Rock slidesExposure to rock flows
Rock slides and rock flows into lakes and sea can create tsunamis. This represents one of the most serious natural hazards in Norway, and over the last 100 years, more than 170 persons in Northwest Norway have lost their lives. The rock slides in Loen in 1905 and 1936 and Tafjord in 1934 are examples of this. Monitoring of the unstable mountain slopes of Åkneset and Hegguruksla in Møre og Romsdal County and Lynge in Troms County are examples of areas under surveillance today.
Knowledge of slide mechanisms
The main element of NGI's work on rock slides and rock flows is an understanding of the mechanisms which lead to them. Land slide experts have divided rock slides into three categories based on size. The size of slide is very important for potential damage.
Rock slides with a volume under 100 cubic metres are called rock falls and only cause incidental damage. Rock falls occur on all types of slope over 30 degrees where there are loose rocks.
Rock fall, Aurland, Norway 2016
Slides of from 100 to 10,000 cubic metres of rock are called rock slides and can cause major damage to buildings or other infrastructure in their path. Rock slides occur on large slopes of 50 m height and above where there are weaknesses.
Slides of over 10,000 cubic metres of rock masses are called rock flows. These have led to some of the worst natural disasters experienced in Norway. In northern parts of Western Norway, historical documents show two or three disasters per century stemming from major rock flows and tsunamis. The best-known disasters are the Loen slides in 1905 and 1936 and at Tafjord in 1934. These rock flows caused tsunamis which led to a total of 174 fatalities.
Rock slide research
Much of the research in rock slides in recent years has concentrated on developing realistic slide models. The models can be divided into two groups, stability models and run-out models. Stability models are used to calculate whether a mountain slope is safe and can form the basis for planning stabilisation measures.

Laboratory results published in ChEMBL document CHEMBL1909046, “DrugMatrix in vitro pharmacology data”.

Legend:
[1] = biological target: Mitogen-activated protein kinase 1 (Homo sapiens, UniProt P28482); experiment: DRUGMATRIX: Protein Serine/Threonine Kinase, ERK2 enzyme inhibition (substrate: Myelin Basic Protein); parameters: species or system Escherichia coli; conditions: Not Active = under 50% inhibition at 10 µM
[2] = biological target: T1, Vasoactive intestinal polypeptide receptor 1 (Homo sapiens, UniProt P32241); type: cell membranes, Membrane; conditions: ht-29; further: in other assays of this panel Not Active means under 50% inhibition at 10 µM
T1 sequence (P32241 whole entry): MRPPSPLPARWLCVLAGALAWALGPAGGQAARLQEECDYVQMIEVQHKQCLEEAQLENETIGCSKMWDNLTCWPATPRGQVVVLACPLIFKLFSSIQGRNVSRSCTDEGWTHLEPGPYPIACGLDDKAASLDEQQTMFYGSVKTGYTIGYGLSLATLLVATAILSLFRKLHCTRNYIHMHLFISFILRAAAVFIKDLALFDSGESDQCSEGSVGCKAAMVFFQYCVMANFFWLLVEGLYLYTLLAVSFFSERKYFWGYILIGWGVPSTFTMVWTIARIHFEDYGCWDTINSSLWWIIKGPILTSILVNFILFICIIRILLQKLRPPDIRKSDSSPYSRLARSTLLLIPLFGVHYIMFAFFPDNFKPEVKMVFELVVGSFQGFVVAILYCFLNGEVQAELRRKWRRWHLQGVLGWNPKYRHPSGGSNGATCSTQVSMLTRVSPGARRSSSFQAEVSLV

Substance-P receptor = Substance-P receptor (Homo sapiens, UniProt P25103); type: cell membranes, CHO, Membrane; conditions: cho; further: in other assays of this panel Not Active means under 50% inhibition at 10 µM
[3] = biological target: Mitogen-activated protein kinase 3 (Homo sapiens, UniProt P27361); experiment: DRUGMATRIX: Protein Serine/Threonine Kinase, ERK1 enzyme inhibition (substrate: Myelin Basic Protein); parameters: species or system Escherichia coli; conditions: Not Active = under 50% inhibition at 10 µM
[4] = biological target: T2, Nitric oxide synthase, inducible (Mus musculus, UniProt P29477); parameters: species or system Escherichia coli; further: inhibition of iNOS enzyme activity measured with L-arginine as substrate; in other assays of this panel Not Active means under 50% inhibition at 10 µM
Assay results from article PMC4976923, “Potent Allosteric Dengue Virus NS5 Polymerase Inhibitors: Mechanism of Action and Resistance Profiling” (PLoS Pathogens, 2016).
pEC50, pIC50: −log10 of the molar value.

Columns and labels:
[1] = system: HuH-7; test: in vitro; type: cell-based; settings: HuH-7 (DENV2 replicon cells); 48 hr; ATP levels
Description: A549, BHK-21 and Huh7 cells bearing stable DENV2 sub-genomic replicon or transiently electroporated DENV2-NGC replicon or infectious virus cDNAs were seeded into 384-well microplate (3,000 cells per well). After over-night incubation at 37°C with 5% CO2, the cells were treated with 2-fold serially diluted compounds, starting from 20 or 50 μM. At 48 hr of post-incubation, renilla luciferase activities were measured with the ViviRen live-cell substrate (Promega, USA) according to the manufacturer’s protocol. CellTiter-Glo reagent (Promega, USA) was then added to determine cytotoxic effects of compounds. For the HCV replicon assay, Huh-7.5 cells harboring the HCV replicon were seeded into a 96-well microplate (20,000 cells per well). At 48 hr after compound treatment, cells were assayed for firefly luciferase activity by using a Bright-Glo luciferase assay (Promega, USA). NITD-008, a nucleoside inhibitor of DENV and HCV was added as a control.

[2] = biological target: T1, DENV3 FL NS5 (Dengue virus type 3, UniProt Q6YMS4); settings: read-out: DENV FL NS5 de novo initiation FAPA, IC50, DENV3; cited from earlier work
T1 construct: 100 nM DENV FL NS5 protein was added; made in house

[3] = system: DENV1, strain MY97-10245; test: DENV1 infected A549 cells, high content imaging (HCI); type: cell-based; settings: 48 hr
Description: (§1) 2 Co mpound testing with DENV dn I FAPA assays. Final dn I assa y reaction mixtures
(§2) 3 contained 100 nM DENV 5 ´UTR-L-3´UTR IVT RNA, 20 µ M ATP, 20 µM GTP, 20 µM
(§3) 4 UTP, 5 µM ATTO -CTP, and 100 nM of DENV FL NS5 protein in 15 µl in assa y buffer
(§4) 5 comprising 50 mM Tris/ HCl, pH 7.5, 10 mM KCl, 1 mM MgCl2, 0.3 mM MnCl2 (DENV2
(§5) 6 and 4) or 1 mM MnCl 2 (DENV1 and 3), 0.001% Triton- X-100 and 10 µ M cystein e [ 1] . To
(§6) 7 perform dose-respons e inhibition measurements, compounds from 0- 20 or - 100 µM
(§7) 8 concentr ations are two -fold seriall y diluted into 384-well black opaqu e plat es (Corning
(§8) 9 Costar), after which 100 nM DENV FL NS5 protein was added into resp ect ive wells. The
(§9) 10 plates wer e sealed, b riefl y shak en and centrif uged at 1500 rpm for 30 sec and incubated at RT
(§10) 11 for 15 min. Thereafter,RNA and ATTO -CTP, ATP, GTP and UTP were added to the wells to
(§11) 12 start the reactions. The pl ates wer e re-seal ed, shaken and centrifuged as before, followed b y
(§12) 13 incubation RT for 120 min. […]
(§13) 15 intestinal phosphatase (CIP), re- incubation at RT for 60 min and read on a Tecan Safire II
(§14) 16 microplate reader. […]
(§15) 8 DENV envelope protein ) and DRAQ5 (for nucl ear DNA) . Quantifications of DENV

Run-out models are used to assess how far a slide will reach after initiation and how quickly it will move. Rockfalls are the most common slide type calculated in this way, and the aim is to find a maximum run-out for comparison with the provisions of the Norwegian Building and Planning Act.
NGI is involved in several international projects for surveying and reducing the risk of land slides, and for knowledge transfer to local authorities. An example is South and Central America, where densely populated areas have repeatedly been hit by land slide incidents due to extreme precipitation and earthquakes. NGI cooperates with slide experts in Italy, Austria, France and Switzerland.
In the period 2002-2012, NGI led the International Centre for Geohazards (ICG), a Norwegian "Centre of Research Excellence" (SFF). ICG carried out research into risk assessment and preventing or reducing damage caused by geohazards. NGI's partners in ICG were the University of Oslo (UiO), the Norwegian University of Science and Technology in Trondheim (NTNU), the Geological Survey of Norway (NGU), and NORSAR. The centre was also responsible for teaching and supervising Master's and Doctoral graduates.